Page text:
Australia: Whale rescue 'was too risky'

3rd Sep 2002 Story:

The risky release of a humpback whale tangled in a shark net off the northern NSW coast last week would lead to more careful rescues in the future.

Rescue co-ordinator, Sea World's marine sciences director Trevor Long, said today too many chances were taken to cut free the 13m whale near Yamba on Friday.

The whale became entangled in the net off a Gold Coast beach more than a week ago.

It was feared drowned until being spotted days later off northern NSW, still dragging the net.

A rescue team from Sea World and the NSW National Parks and Wildlife Service went to the whale's aid on Friday.

Mr Long believes that pressure from the media to free the whale and over-enthusiasm from younger divers had the potential to turn the rescue into a human tragedy.

"There were some unsafe situations there. We all get a bit gung ho when we get in the midst of it," Mr Long observed.

"People were going down grabbing handfuls of net and cutting it with knives. At one stage we had a knife jammed in there and couldn't get it out."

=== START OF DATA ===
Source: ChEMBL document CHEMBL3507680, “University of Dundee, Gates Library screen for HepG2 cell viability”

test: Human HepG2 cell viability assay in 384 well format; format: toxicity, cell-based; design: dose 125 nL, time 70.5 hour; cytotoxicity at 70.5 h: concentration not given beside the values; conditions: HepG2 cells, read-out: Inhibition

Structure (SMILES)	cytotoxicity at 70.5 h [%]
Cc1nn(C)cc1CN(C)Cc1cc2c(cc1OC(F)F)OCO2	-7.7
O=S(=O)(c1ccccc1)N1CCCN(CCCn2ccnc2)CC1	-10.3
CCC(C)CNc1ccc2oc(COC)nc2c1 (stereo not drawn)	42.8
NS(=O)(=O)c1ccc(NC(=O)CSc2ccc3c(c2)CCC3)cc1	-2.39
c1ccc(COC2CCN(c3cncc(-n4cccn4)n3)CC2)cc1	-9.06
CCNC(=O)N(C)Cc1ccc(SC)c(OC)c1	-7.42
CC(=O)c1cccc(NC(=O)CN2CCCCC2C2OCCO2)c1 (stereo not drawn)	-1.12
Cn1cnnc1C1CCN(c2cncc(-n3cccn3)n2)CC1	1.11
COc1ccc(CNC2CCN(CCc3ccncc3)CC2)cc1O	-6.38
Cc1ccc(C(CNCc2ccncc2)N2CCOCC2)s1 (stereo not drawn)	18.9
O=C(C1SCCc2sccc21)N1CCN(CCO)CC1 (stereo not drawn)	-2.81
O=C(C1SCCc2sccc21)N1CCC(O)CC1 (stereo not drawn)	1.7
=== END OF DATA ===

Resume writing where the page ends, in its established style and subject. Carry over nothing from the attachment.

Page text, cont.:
In another incident, a diver was hit in the thigh with the pectoral fin from the tangled whale.

"We are in a very vulnerable situation," explained Mr Long.

The rescuers did not use any scuba equipment because tanks could also get tangled in the net. Sea World is now considering purchasing fully enclosed scuba equipment, which would be safer to use around whales trapped in shark nets.

A DNA analysis on the freed whale is expected to determine its sex and whether it was related to a baby whale that drowned off the Gold Coast last week.

Mr Long believes the baby whale was also caught in a shark net.

He said the best way to keep rescue teams safe was to remove some nets from the Gold Coast during the humpback migration season.

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